The point is that the numbers are useless because there is no real data collection on any of these "causes", they are all estimates.

            But we do something about them though, don't we?

            We have seat belts and car seats and laws to ensure they are used, we vet   cribs and toys for safety, and have childproof packaging.

            If a parent hung a noose in a child's crib, they would be seen as irresponsible...but leaving a loaded firearm around is just an another "accident"

            •  Leaving a loaded firearm is irresponsible (0+ / 0-)

              However, judging by the mortality rate, it would seem that your noose scenario happens more often.

              Those who would sacrifice liberty for security deserve neither.

              by FrankRose on Mon Oct 07, 2013 at 08:18:51 PM PDT

              [ Parent ]

              •  I'd like to see more about these rope deaths ... (2+ / 0-)
                Recommended by:
                WakeUpNeo, coquiero

                What constitutes a rope-related death? Does the rope have to be directly related, or somehow involved? Was the the rope the only risk factor involved?

                There's a difference between accidentally strangling yourself with one that was lying around the house, or letting a child do so, and having one break on you while you're climbing or swinging across a gorge.

              •  you are being obtuse (2+ / 0-)
                Recommended by:
                FogCityJohn, coquiero

                As the Times article pointed out, many, many of these incidents are reported not as accidental deaths, but as homicides.

                Go back to the chart you are quoting from and note that while 138 incidents were reported as accidents, 2186 were reported as homicide, add them together, then recalculate.  

                •  No, I am being consistent. (0+ / 0-)

                  GunFAIL lists accidents.

                  Those who would sacrifice liberty for security deserve neither.

                  by FrankRose on Tue Oct 08, 2013 at 12:16:16 AM PDT

                  [ Parent ]

                  •  B-b-b-but ... (1+ / 0-)
                    Recommended by:
                    coquiero

                    One of the points of the Times article was the huge inconsistency of how such incidents are classified ... Even in the same jurisdiction, one toddler shooting another was ruled an accident, while a similar unintentional shooting death of an older child caused by another kid playing with a gun a year earlier was ruled a homicide for statistical purposes. If all these were classified as accidents, the article seemed to argue, the rate would be at least twice what it is officially.

                    •  And even at twice the rate.... (0+ / 0-)

                      Motor Vehicles, strangulation, drowning, poisoning & fire are responsible for far more accidental deaths than firearms.

                      Even if that article is correct, even assuming tgeir most dire of senarios, 0.4 deaths per 100,000 is an extraordinarily low rate.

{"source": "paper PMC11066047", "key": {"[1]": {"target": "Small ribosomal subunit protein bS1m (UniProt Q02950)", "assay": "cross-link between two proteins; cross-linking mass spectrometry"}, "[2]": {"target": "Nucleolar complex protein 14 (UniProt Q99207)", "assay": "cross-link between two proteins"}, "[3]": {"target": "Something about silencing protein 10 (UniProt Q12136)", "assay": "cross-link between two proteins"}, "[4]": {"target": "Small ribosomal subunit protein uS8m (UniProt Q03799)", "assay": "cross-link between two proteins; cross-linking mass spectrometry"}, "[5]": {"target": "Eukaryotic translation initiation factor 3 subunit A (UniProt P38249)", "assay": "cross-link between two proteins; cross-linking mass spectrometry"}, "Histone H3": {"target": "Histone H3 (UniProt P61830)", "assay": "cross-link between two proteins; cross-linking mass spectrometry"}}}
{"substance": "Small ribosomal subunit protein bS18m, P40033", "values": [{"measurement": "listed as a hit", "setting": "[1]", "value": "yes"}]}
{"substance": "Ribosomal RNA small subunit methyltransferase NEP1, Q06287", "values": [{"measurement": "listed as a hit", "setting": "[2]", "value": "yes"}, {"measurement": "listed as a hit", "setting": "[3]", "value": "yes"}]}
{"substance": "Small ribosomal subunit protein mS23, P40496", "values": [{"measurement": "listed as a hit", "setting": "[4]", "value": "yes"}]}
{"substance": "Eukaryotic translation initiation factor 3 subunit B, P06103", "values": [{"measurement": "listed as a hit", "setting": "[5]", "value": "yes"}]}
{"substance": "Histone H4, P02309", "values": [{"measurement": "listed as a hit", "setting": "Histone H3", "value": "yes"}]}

Those who would sacrifice liberty for security deserve neither.

                      by FrankRose on Wed Oct 09, 2013 at 04:15:59 PM PDT

                      [ Parent ]

                      •  Would you be so sanguine about this if ... (0+ / 0-)

                        ... every person who personally knew a child who died this way was likely to support restrictive gun laws as a result?

                        You have a stake in lowering this count that the numbers can't show you.

                        •  I don't have to 'lower the count'. (0+ / 0-)

                          The count is already extremely low.

                          Which is why these anecdotal diaries exist.
                          And why you are trying to steer the conversation to hypothetical appeals to emotion.

                          Those who would sacrifice liberty for security deserve neither.

                          by FrankRose on Thu Oct 10, 2013 at 10:19:27 PM PDT

                          [ Parent ]

      •  Lone voice of reason, as usual n/t (1+ / 0-)
        Recommended by:
        FrankRose

        "Is there anybody listening? Is there anyone who sees what's going on? Read between the lines, criticize the words they're selling. Think for yourself, and feel the walls become sand beneath your feet." --Geoff Tate, Queensryche

        by DarthMeow504 on Mon Oct 07, 2013 at 04:56:29 PM PDT

        [ Parent ]

      •  Accidental fatalities from firearms FOR CHILDREN (1+ / 0-)
        Recommended by:
        coquiero

        Are low yes, but this is only a segment of the population being represented, that shouldn't be able to get hold of the weapon in the first place and most childhood accidental deaths are due to improper storage.

        If you want to prove a point better statistical data ranges are needed, you're only covering an age group that includes kids that will stuff everything into their mouths.

    •  One of my cousins (4+ / 0-)

      was killed in a hunting accident nearly 50 years ago because someone 's rifle discharges while the guy was climbing over a fence.

      A great democracy does not make it harder to vote than to buy an assault weapon. -Bill Clinton